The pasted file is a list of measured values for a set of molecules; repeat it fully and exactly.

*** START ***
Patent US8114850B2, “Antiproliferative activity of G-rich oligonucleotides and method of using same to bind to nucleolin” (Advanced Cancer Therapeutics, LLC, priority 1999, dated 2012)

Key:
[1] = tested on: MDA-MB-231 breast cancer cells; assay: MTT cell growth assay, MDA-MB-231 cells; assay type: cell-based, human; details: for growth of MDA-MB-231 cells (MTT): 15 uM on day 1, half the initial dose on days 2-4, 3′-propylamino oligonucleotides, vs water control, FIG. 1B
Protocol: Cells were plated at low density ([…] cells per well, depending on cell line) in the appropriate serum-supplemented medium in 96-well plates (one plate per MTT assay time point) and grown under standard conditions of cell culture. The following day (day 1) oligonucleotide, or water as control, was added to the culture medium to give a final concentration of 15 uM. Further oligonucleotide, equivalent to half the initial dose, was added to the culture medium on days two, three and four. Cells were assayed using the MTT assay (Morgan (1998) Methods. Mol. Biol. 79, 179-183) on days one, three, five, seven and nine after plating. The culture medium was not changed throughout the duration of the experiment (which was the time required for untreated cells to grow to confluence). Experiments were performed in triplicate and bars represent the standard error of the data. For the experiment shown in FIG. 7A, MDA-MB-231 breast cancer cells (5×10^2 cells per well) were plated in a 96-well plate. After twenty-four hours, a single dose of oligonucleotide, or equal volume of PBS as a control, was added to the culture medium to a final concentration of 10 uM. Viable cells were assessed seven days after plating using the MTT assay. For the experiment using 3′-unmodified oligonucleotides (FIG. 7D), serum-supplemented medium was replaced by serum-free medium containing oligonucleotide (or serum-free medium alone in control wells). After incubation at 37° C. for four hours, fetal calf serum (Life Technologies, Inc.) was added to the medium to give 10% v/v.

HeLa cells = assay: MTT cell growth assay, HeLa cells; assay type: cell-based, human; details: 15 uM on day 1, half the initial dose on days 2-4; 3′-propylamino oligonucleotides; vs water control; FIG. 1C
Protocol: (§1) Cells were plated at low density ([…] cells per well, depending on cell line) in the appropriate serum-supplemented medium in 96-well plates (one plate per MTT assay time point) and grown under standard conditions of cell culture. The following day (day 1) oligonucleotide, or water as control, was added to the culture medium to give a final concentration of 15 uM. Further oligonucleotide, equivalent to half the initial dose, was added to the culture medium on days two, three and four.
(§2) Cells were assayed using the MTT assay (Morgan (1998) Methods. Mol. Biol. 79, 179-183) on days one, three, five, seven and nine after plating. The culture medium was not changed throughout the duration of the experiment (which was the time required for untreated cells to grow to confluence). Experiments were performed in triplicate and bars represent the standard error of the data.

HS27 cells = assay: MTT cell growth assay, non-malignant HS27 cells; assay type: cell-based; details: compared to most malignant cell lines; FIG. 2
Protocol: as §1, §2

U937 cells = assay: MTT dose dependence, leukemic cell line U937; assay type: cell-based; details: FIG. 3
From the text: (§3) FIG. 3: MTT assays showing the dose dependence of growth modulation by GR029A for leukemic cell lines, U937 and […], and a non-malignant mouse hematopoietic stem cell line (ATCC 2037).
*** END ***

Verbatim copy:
Patent US8114850B2, “Antiproliferative activity of G-rich oligonucleotides and method of using same to bind to nucleolin” (Advanced Cancer Therapeutics, LLC, priority 1999, dated 2012)

Key:
[1] = tested on: MDA-MB-231 breast cancer cells; assay: MTT cell growth assay, MDA-MB-231 cells; assay type: cell-based, human; details: for growth of MDA-MB-231 cells (MTT): 15 uM on day 1, half the initial dose on days 2-4, 3′-propylamino oligonucleotides, vs water control, FIG. 1B
Protocol: Cells were plated at low density ([…] cells per well, depending on cell line) in the appropriate serum-supplemented medium in 96-well plates (one plate per MTT assay time point) and grown under standard conditions of cell culture. The following day (day 1) oligonucleotide, or water as control, was added to the culture medium to give a final concentration of 15 uM. Further oligonucleotide, equivalent to half the initial dose, was added to the culture medium on days two, three and four. Cells were assayed using the MTT assay (Morgan (1998) Methods. Mol. Biol. 79, 179-183) on days one, three, five, seven and nine after plating. The culture medium was not changed throughout the duration of the experiment (which was the time required for untreated cells to grow to confluence). Experiments were performed in triplicate and bars represent the standard error of the data. For the experiment shown in FIG. 7A, MDA-MB-231 breast cancer cells (5×10^2 cells per well) were plated in a 96-well plate. After twenty-four hours, a single dose of oligonucleotide, or equal volume of PBS as a control, was added to the culture medium to a final concentration of 10 uM. Viable cells were assessed seven days after plating using the MTT assay. For the experiment using 3′-unmodified oligonucleotides (FIG. 7D), serum-supplemented medium was replaced by serum-free medium containing oligonucleotide (or serum-free medium alone in control wells). After incubation at 37° C. for four hours, fetal calf serum (Life Technologies, Inc.) was added to the medium to give 10% v/v.

HeLa cells = assay: MTT cell growth assay, HeLa cells; assay type: cell-based, human; details: 15 uM on day 1, half the initial dose on days 2-4; 3′-propylamino oligonucleotides; vs water control; FIG. 1C
Protocol: (§1) Cells were plated at low density ([…] cells per well, depending on cell line) in the appropriate serum-supplemented medium in 96-well plates (one plate per MTT assay time point) and grown under standard conditions of cell culture. The following day (day 1) oligonucleotide, or water as control, was added to the culture medium to give a final concentration of 15 uM. Further oligonucleotide, equivalent to half the initial dose, was added to the culture medium on days two, three and four.
(§2) Cells were assayed using the MTT assay (Morgan (1998) Methods. Mol. Biol. 79, 179-183) on days one, three, five, seven and nine after plating. The culture medium was not changed throughout the duration of the experiment (which was the time required for untreated cells to grow to confluence). Experiments were performed in triplicate and bars represent the standard error of the data.

HS27 cells = assay: MTT cell growth assay, non-malignant HS27 cells; assay type: cell-based; details: compared to most malignant cell lines; FIG. 2
Protocol: as §1, §2

U937 cells = assay: MTT dose dependence, leukemic cell line U937; assay type: cell-based; details: FIG. 3
From the text: (§3) FIG. 3: MTT assays showing the dose dependence of growth modulation by GR029A for leukemic cell lines, U937 and […], and a non-malignant mouse hematopoietic stem cell line (ATCC 2037).